Wet Beaver Creek: An isolated paradise
Seven cliffs and 23 pools.
That is what separates the head of Beaver Creek Wilderness from the foot.
The smallest of the three creek/canyon wilderness areas that cut deep into the Colorado Plateau's along the Verde Valley's western edge, 6,700-acre Wet Beaver Creek Wilderness is also among the most challenging.
Most visitors seldom wander past Bell Crossing, a point just 3.3 miles up the very popular Bell Trail.
The trail begins just west of the Beaver Creek Ranger Station, about 1.5 miles east of the Interstate 17 and State Route 179 interchange.
The Bell Trail is a well-traveled path and the only developed trail in the wilderness area boundary. It runs along the creek bed with numerous side trails leading down to pristine pools, suitable for swimming and fishing.
The first European visitor to the Verde Valley, the Spanish fortune hunter Antonio Espejo, skirted the canyon's northern edge in 1583 on his way from the Hopi villages to see the ancient mines that would one day put Jerome on the map.
He named Beaver Creek, El Rio de las Parras (the river of vines).
A glimpse of Espejo's view is accessible by way of the Apache Maid Trail, which rises out of the creek bed, branching to the north off the Bell Trail, and wanders along the wilderness area's northern boundary before heading to the Apache Maid Lookout.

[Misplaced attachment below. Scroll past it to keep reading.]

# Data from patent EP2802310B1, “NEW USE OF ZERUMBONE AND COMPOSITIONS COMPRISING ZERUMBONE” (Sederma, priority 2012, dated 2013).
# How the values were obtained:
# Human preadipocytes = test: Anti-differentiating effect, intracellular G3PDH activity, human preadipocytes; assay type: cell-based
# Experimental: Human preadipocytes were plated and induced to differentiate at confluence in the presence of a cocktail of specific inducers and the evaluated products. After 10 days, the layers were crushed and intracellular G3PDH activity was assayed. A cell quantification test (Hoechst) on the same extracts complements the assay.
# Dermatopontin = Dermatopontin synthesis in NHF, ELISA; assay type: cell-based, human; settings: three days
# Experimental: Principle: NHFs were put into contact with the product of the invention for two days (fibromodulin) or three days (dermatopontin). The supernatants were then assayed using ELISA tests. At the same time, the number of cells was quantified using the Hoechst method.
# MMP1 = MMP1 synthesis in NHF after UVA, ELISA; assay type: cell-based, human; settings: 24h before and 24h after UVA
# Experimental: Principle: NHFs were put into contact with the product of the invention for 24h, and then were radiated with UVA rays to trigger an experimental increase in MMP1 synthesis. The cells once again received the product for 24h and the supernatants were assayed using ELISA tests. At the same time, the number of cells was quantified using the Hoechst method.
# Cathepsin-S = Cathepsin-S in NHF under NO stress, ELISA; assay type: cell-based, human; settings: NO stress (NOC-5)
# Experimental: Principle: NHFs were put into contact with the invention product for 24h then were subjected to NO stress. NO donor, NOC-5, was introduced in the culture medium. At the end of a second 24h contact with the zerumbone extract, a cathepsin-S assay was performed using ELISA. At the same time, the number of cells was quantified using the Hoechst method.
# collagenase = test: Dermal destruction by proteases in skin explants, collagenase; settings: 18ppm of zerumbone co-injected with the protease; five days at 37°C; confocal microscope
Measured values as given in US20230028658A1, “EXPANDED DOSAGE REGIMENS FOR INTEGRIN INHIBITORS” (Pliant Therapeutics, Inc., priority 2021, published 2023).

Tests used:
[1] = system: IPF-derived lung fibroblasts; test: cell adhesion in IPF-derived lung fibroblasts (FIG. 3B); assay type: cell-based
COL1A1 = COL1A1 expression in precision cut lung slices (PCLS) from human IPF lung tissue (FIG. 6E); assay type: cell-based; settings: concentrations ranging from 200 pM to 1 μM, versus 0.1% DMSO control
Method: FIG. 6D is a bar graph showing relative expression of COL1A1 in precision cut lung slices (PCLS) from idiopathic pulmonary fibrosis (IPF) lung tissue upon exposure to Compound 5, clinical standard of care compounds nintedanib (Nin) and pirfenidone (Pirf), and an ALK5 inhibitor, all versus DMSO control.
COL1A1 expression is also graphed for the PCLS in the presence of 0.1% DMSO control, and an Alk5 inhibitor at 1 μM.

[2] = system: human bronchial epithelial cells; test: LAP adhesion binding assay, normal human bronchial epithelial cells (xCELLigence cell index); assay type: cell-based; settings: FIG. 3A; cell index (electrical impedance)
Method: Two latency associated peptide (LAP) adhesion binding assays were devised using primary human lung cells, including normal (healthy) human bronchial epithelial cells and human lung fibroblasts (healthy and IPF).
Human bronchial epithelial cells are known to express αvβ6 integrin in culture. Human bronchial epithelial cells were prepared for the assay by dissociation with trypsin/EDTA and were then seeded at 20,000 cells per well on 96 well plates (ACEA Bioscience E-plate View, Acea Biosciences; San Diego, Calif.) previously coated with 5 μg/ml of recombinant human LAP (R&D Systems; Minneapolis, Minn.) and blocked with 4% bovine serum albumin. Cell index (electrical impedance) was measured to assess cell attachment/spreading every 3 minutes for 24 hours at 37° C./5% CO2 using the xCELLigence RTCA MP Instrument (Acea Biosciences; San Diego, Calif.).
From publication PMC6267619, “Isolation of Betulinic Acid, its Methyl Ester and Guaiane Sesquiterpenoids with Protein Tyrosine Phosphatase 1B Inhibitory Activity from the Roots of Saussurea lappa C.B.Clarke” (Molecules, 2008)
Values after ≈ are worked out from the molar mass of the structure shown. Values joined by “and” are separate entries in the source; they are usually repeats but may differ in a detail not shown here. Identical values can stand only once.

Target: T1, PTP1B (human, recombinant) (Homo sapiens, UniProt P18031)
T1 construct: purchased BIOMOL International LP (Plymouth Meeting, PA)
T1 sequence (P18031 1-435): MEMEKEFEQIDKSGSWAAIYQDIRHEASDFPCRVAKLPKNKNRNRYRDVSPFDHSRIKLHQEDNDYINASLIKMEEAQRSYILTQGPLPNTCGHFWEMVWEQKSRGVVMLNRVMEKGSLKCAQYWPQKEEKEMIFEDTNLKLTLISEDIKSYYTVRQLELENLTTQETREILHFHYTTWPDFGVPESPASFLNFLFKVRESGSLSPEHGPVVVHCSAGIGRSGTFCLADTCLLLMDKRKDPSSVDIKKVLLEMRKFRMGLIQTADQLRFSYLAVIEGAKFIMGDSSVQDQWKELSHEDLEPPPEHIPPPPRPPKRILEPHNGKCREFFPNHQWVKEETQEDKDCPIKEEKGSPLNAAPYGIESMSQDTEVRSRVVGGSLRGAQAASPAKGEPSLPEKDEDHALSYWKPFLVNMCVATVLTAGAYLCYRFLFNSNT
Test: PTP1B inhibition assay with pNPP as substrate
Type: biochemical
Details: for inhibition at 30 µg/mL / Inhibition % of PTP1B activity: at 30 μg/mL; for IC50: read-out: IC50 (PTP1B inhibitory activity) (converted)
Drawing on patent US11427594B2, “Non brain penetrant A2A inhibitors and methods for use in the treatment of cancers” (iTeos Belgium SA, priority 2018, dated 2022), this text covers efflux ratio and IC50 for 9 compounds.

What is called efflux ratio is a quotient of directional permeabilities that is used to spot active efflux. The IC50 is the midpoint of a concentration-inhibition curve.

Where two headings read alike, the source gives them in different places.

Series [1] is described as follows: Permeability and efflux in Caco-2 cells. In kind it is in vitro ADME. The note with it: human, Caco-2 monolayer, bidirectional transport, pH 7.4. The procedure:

Keep in mind, the Apache Maid Trail does not access the upper end of Beaver Creek and quickly leaves the wilderness area boundary.
The only way to access the upper end is to travel the creek itself, a notion that is only for the adventurous.
It is in the upper end, past Bell Crossing, that the stretch of seven cliff assents and 23 pool crossings must be made. An inflatable raft and climbing ropes, as well as an understanding of, and appreciation for, the dangers, is essential.
But you don't have to go to all that trouble to experience all the canyon has to offer.
There is plenty else to see and do.
The Beaver Creek watershed is among the most biologically diverse areas in the state, home to 114 species of birds, 12 amphibians, 54 mammals, 42 reptiles, 15 fish and 186 plants.
It was also once home to the Southern Sinagua culture whose former houses are scattered along the canyon walls.
Trail maps are available from the Prescott and Coconino National Forest.
There is also detailed information on the individual trails available on the Internet and through several good trail guides.